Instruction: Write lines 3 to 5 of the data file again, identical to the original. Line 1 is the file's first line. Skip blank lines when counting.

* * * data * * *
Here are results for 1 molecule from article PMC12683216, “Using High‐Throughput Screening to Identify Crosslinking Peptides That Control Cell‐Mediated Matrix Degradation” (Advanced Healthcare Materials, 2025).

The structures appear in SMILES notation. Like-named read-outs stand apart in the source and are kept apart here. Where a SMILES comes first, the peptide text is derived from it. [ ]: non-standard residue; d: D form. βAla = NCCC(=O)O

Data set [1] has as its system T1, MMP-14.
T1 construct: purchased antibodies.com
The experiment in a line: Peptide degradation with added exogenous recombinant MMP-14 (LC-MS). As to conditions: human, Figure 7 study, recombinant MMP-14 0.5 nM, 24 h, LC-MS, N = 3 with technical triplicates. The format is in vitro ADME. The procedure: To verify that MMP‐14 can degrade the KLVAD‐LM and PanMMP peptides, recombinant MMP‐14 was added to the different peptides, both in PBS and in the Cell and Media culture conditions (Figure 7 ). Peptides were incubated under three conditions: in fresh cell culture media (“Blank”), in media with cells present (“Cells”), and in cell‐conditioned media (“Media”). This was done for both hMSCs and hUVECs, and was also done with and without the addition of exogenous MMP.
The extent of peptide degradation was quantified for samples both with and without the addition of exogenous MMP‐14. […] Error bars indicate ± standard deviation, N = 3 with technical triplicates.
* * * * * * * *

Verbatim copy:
Data set [1] has as its system T1, MMP-14.
T1 construct: purchased antibodies.com
The experiment in a line: Peptide degradation with added exogenous recombinant MMP-14 (LC-MS). As to conditions: human, Figure 7 study, recombinant MMP-14 0.5 nM, 24 h, LC-MS, N = 3 with technical triplicates. The format is in vitro ADME. The procedure: To verify that MMP‐14 can degrade the KLVAD‐LM and PanMMP peptides, recombinant MMP‐14 was added to the different peptides, both in PBS and in the Cell and Media culture conditions (Figure 7 ). Peptides were incubated under three conditions: in fresh cell culture media (“Blank”), in media with cells present (“Cells”), and in cell‐conditioned media (“Media”). This was done for both hMSCs and hUVECs, and was also done with and without the addition of exogenous MMP.